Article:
On February 17, 2009, all full-powered local stations must switch their analog signals to digital which means viewers will need a Digital TV, a digital converter box or a pay TV subscription to watch television.
Congressional lawmakers and others have raised concerns that many TV viewers will not be ready when the transition occurs. As a test for the nation, Wilmington's local stations agreed to officially switch to digital five months early.
Over the last few months, local and federal officials have bombarded Wilmington residents with TV commercials and other messages notifying them of the switch and offering tips on how to prepare for it.
`"It's been a grassroots initiative -- everything from going to blueberry festivals to Fourth of July celebrations to Rotary clubs and civic affairs clubs,'' Wilmington Mayor Bill Saffo said in an interview with Bloomberg News. ``You'd have to be living under a rock, or not watching TV, to not know about it.''
Bloomberg reports that one poll conducted last month by the National Association of Broadcasters found that 23 percent of residents could not name today as the transition date.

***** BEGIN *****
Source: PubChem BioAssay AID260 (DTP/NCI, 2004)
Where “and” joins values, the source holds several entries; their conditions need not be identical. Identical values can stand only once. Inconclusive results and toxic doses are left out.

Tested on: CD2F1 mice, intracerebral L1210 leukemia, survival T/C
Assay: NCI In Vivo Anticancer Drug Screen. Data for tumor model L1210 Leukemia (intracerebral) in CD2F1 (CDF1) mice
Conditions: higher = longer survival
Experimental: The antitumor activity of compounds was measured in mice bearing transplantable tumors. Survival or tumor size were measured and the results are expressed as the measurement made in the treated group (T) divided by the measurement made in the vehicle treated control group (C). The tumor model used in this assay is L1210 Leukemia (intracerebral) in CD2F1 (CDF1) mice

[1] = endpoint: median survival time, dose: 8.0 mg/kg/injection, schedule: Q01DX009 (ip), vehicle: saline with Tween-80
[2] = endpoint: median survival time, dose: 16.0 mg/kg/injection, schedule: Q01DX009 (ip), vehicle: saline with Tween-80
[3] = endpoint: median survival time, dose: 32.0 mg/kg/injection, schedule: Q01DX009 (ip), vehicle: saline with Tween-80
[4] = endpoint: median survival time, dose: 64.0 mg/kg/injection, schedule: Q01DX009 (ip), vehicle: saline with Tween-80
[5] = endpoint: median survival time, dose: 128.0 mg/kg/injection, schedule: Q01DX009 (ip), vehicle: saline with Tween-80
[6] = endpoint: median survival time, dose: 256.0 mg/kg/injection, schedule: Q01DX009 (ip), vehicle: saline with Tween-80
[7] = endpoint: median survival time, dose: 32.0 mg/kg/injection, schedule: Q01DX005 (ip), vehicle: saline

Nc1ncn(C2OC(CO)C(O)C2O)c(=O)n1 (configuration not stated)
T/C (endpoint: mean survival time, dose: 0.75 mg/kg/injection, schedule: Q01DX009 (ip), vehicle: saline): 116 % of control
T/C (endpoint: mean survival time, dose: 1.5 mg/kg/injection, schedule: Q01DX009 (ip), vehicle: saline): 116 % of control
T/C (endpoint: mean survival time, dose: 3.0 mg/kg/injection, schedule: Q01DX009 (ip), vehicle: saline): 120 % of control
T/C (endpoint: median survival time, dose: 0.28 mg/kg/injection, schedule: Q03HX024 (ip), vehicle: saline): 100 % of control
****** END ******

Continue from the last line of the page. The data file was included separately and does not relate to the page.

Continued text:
The news service adds that many residents have already complained that the digital converters fail to pick up all local channels.
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Phillip Swann is president and publisher of TVPredictions.com. He has been quoted in dozens of publications and broadcast outlets, including CNN, Fox News, Inside Edition, The New York Times, The Washington Post, The Chicago Tribune, The Financial Times, The Associated Press and The Hollywood Reporter. He can be reached at email@example.com or at 703-505-3064.
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